Go ahead. . .I know you want to laugh, to sneer, or to feel yourself superior to that poor sod who’s had a lapse of judgment (or an outrageous amount of beer) and decided to put on lederhosen. The ill-conceived costume of Oktoberfest.
Well, idiot that I am, I LOVE lederhosen! So far, I’ve resisted the urge to buy any dirndl or lederhosen for myself or my husband…actually, I’ve resisted with the gentle coaching (scolding?) of family and friends. “What are you thinking?” “You’d really wear THAT?” The ever popular, “BAAAAAD idea.” (But the inner voice that says, “You know, your cleavage would look awesome!” keeps my heart in the game.)
And, now that Oktoberfest is upon us, it’s open season for leaderhosen in Germany.
So what are lederhosen and dirndl and when/why/how did they become traditional? You’ve always wondered, haven’t you? Just been waiting and hoping that someone would bring you the story. Well, wait no more–I’m your girl.
Here’s my five cent version of the history of lederhosen:
Lederhosen (for men) and Dirndl (for women) are both called Tracht. “Tracht” derives from the word “tragen” which means “to wear.” Very practical origin, right? Well, that gives you a hint about the clothing’s past.
Tracht originated in the southern area of Germany and Austria. This sort of clothing (especially the leather pants) was associated with the working class/peasant community, and it seems to have grown out of 18th century traditional clothing. It was, above all else, very sturdy and practical garb–both for working and hunting. It’s possible that this clothing, most often associated with Bavaria, was also influenced by French fashion. Whether or not that’s true, it did take a “high brow” turn when it’s popularity rose and it became not just working clothing but fine, festival clothing, sometimes richly decorated and embroidered. (But, not to worry, it can be had on any budget. Mass produced Trachten can be found at discount stores, but some specialty stores sell very expensive, and very beautiful, outfits.)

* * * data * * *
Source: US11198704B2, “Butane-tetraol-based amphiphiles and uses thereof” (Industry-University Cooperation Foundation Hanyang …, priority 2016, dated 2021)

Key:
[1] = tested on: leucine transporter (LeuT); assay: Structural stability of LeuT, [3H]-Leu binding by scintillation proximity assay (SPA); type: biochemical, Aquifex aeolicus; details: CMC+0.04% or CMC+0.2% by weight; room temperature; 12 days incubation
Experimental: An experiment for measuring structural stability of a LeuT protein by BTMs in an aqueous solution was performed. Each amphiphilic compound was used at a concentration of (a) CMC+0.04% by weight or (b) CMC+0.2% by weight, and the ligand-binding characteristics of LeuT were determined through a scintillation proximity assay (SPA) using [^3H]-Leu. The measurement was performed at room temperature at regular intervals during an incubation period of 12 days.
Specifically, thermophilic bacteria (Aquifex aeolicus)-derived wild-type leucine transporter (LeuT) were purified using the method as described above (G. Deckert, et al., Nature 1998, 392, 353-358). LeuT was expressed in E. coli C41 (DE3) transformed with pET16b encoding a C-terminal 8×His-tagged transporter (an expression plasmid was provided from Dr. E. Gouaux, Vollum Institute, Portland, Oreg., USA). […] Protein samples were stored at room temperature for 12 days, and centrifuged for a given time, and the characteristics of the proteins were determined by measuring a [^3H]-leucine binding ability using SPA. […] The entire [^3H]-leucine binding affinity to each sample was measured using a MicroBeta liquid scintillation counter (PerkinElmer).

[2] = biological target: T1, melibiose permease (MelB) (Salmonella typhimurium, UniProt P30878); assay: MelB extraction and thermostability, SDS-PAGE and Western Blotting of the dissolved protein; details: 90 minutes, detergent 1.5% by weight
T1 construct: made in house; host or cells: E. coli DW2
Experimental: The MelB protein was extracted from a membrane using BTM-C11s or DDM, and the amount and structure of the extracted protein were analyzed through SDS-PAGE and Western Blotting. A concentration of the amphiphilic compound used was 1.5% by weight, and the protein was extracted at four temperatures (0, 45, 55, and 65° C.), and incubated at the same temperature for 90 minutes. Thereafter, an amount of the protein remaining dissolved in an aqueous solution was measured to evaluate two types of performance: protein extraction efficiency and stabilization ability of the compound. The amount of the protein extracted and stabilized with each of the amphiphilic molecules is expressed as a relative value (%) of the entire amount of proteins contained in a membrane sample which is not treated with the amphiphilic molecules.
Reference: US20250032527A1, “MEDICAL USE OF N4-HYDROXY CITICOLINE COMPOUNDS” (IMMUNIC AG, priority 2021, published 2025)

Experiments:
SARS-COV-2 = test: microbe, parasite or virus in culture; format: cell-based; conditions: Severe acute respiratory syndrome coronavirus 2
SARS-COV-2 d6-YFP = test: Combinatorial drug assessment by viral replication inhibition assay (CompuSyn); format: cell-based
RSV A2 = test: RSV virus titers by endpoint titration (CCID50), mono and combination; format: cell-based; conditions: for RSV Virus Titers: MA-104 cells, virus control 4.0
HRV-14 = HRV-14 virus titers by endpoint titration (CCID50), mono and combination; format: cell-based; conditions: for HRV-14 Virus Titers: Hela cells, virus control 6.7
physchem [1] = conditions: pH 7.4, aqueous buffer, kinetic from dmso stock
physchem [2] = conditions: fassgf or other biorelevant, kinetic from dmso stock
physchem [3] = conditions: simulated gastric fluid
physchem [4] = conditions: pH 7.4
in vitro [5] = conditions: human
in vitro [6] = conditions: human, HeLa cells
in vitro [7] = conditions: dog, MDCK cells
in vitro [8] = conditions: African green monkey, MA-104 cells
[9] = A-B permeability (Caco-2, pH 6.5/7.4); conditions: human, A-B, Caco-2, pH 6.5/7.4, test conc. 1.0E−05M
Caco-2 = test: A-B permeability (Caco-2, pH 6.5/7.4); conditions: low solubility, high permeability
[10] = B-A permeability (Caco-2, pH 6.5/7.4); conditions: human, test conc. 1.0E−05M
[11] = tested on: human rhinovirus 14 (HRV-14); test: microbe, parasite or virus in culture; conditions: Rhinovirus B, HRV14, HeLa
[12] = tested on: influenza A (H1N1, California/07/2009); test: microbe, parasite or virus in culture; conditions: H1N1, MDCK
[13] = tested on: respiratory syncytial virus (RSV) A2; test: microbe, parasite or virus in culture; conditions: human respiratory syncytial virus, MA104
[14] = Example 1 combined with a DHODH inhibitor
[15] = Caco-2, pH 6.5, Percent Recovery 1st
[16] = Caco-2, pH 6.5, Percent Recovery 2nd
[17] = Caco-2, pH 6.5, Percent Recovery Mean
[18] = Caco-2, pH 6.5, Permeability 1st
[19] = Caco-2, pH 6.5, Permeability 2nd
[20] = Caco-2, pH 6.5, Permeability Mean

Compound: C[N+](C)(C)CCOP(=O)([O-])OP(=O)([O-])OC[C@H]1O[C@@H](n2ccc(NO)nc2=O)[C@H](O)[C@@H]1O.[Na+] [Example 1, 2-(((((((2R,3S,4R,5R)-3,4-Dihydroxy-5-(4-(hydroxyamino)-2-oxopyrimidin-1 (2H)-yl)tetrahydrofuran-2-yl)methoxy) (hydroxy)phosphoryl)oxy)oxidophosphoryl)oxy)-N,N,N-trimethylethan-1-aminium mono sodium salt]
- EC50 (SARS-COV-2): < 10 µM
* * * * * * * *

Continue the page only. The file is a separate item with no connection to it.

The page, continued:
Of course, the female version of Tracht, the Dirndl, isn’t characterized by leather pants. It comes from the 18th century peasant’s or maid’s dress: it has a blouse, a bodice, a skirt, and an apron. Winter dirndl would, obviously, have been heavier, and wouldn’t have featured the same (summer weight) tailored bodice and plunging neckline that has made St. Pauli Girl beer so famous in the USA!
I’ve read that some villages produce a regional Tracht that locals like to wear on festival days. It sounds like Tracht is to Germans what Tartan is to the Scots: a sign of cultural and regional (or clan) pride, as well as a festival costume. And that makes me like it even more! And no wonder that it may look silly to outsiders–anything that goes deep into your own personal, cultural psyche will ellude the grasp of the universal imagination. Roots that go deep don’t spread wide.
Despite my love of cultural costume, my husband is unlikely to wear a kilt or leather knee-britches anytime soon. It’s just too hard of a sell. I’m holding out some hope–based only on the fact that he’s recently taken to drinking good Scotch Whiskey. . . so some sort of cultural roots are beginning to grow. Maybe a small sartorial concession will come. . . A Tweed jacket in his future? A Bavarian wool jacket or a German gingham shirt? ( A spirited Scot or a barmy Bavarian? I’m not sure he’ll like these options–he’s more of a fanatical francophile.)
Well, regardless of who wins the wardrobe wars at my house, I love lederhosen! And, anyway, if it must be left to the Germans to carry that cultural torch themselves. . . I suppose that seems fitting.